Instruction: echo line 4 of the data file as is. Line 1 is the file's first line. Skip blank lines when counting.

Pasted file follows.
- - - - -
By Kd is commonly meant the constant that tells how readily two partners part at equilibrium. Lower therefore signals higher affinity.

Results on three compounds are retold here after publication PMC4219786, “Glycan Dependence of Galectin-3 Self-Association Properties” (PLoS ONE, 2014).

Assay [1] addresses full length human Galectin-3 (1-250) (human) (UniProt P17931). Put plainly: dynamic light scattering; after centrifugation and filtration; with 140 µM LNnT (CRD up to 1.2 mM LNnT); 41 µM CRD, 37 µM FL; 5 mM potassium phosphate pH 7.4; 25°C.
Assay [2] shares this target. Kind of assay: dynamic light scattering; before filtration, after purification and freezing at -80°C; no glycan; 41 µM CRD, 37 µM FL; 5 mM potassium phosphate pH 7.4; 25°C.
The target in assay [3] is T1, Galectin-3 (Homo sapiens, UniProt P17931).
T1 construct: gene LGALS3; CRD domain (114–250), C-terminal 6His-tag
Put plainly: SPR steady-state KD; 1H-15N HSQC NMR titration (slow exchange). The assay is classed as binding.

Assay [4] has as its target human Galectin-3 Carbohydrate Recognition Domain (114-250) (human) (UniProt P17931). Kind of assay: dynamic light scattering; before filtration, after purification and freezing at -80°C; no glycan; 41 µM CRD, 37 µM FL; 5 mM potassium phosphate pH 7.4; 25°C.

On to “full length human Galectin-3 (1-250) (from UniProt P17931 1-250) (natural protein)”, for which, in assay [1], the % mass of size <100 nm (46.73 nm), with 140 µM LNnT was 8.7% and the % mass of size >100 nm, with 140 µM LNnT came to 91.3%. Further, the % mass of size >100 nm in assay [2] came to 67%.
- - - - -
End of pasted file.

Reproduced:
Assay [2] shares this target. Kind of assay: dynamic light scattering; before filtration, after purification and freezing at -80°C; no glycan; 41 µM CRD, 37 µM FL; 5 mM potassium phosphate pH 7.4; 25°C.